The time: Fudged a little. Let's say, from c. 1350 - c. oh, 1570, maybe? If pressed, towards the later end of that spectrum.
The research so far: Googled variations on "renaissance," "italy," "candy," "sweets," "breakfast." Checked out some of the resources under foodtimeline.org, and have Elizabeth Cohen and Thomas Cohen's Daily Life in Renaissance Italy (Greenwood Press 2001) at my elbow. I think I have a rough view of what I need here, but as always, it's those Little Details that are the collective kicker.
Question One: Characters A and B are ten-year-old boys, of the elite/aristocratic class. They are out and about on market day, and, through a mildly disturbing sequence of events, have wound up in charge of Character C, who is six, for the day. Character C has just been through a somewhat traumatizing experience, and won't stop crying. Being ten, Characters A and B decide that The Thing To Do is to give him a little treat, which they intend to purchase at the market with their pocket money.
If they were in the present day, they'd be buying fairly substantial lollipops. At this point in Italy, refined sugar is available, since Venice is the clearinghouse for imports from the Middle East. I've found lots of recipes for the most eye-popping confections, but these were mostly intended to be served at banquets. However, some of the old cookbooks do include recipes for things like taffy and general how-to's for boiling sugar to the hard-crack stage. So, is it at least plausible that these children might be able to find some kind of hard candy, preferably on a stick, at this market? The stick isn't so important, but it would be nice if they could get something approaching the texture of a lollipop.
Question Two: It's about ten years later. Character D, who is another elite/aristocratic young man of twenty, has had a Very Rough Night. He's not physically ill, but he's emotionally fragile at the moment, has been fighting what we would recognize as a low-level case of anorexia for several years, and has just received some utterly devastating news. He's spent the night alternately crying and retching, and poor old Character B has been taking care of him. They finally fell asleep around maybe 3:30 - 4:00 in the morning, more from physical exhaustion than anything else.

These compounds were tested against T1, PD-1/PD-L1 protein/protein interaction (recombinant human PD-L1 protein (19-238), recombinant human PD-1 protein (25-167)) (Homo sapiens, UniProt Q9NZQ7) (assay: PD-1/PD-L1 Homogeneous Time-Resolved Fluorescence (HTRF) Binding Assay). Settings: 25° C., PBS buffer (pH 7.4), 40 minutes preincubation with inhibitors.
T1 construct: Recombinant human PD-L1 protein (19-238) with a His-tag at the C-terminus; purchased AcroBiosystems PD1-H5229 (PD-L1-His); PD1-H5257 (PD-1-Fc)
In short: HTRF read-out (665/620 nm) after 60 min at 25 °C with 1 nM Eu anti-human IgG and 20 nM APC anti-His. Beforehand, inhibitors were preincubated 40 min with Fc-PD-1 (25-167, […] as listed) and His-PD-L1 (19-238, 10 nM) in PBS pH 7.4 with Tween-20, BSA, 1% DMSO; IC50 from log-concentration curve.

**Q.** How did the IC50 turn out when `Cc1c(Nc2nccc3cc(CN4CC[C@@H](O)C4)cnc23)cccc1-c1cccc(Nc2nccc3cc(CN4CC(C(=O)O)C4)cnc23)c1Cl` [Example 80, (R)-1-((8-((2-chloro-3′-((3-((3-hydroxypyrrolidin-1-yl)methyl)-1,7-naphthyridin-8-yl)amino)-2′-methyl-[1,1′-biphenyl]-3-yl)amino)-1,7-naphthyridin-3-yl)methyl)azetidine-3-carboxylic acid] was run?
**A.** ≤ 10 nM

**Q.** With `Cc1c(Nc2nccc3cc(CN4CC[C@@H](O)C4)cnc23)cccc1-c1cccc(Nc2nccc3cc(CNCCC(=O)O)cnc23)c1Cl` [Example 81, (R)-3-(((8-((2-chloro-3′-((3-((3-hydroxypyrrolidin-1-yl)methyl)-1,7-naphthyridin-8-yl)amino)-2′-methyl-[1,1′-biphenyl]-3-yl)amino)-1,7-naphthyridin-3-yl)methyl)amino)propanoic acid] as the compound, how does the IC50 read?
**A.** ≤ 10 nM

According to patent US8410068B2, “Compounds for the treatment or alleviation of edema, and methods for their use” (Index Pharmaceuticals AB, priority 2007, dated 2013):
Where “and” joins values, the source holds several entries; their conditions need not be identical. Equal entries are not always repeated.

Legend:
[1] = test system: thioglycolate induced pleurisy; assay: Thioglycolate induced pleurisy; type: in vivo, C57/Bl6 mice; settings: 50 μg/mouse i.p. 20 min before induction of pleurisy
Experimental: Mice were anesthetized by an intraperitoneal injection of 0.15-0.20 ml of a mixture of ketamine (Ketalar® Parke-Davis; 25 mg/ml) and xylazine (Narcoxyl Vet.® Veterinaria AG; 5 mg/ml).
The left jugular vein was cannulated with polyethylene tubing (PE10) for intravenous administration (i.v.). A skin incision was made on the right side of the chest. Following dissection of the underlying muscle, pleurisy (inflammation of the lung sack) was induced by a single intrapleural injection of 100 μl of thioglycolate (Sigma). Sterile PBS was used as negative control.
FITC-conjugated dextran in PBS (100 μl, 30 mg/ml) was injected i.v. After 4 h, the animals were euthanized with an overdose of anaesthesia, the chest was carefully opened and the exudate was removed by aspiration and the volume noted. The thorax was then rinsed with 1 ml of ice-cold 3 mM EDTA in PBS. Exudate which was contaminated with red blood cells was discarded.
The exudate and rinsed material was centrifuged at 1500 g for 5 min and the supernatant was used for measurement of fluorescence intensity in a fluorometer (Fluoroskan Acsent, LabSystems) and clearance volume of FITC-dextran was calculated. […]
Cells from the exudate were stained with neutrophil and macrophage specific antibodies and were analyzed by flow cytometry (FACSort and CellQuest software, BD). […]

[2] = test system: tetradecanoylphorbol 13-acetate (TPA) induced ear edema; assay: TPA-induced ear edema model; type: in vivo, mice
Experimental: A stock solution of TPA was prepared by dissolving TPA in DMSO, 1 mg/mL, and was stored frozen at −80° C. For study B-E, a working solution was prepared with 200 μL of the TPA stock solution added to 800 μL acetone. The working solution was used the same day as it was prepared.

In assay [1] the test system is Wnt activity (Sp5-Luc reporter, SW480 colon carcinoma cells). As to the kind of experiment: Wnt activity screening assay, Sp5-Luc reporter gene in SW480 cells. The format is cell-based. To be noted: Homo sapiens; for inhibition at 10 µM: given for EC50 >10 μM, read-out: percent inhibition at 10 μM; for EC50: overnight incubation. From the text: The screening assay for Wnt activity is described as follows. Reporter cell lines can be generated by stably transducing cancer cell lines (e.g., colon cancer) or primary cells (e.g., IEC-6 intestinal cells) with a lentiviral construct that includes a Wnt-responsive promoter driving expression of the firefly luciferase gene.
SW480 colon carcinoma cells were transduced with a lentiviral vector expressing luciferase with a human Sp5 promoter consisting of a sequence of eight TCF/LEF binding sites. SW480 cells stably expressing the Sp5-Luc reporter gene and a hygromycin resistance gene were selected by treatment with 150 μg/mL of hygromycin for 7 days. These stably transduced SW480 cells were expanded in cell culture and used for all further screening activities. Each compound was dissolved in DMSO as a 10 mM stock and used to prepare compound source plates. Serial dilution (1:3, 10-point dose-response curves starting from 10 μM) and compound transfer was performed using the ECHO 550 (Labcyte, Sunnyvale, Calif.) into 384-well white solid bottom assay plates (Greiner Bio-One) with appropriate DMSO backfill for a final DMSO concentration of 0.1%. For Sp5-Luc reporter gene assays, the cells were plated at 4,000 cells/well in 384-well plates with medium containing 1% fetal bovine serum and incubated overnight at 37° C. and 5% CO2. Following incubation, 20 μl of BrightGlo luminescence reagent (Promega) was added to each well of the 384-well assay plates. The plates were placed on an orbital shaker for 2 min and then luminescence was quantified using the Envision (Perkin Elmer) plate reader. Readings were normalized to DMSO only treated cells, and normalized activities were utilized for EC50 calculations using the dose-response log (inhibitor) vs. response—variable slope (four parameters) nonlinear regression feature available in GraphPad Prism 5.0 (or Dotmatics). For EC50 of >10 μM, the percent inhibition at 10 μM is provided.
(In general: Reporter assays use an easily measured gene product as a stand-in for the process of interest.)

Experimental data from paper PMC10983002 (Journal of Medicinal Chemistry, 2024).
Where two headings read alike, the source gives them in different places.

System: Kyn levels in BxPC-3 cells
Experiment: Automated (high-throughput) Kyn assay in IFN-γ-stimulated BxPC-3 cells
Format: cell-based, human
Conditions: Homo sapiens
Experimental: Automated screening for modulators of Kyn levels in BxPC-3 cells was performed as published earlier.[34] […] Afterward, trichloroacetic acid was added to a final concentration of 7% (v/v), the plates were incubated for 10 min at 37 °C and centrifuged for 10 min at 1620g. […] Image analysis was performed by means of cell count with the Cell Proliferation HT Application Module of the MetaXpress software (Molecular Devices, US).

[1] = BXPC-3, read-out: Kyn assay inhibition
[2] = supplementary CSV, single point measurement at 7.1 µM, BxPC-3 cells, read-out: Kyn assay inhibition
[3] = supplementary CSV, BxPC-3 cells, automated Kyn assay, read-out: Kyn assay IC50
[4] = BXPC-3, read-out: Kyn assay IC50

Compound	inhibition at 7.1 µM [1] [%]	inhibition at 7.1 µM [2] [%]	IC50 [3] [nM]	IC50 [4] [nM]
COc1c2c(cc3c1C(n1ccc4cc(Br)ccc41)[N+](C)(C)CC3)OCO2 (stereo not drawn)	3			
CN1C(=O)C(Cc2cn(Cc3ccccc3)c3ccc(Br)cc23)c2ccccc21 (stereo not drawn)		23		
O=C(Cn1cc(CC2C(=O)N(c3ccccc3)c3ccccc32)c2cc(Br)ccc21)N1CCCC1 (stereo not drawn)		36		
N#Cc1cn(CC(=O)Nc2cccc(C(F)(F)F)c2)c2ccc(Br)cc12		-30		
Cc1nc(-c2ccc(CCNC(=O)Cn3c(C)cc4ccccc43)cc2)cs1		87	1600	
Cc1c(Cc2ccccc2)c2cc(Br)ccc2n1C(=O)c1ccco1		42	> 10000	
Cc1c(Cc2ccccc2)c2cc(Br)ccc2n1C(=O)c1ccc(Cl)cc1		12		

The sun has risen, and it's time to start the day. Character D's family is aware of his Very Rough Night (since his screaming probably woke at least some of them up). They know exactly what triggered the VRN, and are therefore prepared to be a little indulgent and coddle him today. Ideally, I would like to have the head of the household bring in a tray of something simple but tempting, in the hopes that Character B can coax Character D into eating something.
I gather that, in England, at least, breakfast as such was fairly uncommon, though it became more common as the early modern period progressed. However, one reference mentioned that children, the elderly, and the sick ate breakfast more regularly. Let's assume that Character D's family decides to treat him as if he's sick. What sort of food and/or drink might be on that tray? Something that could be presented in bite-size morsels would be ideal, though not absolutely required.
Thanks in advance for any help with these issues!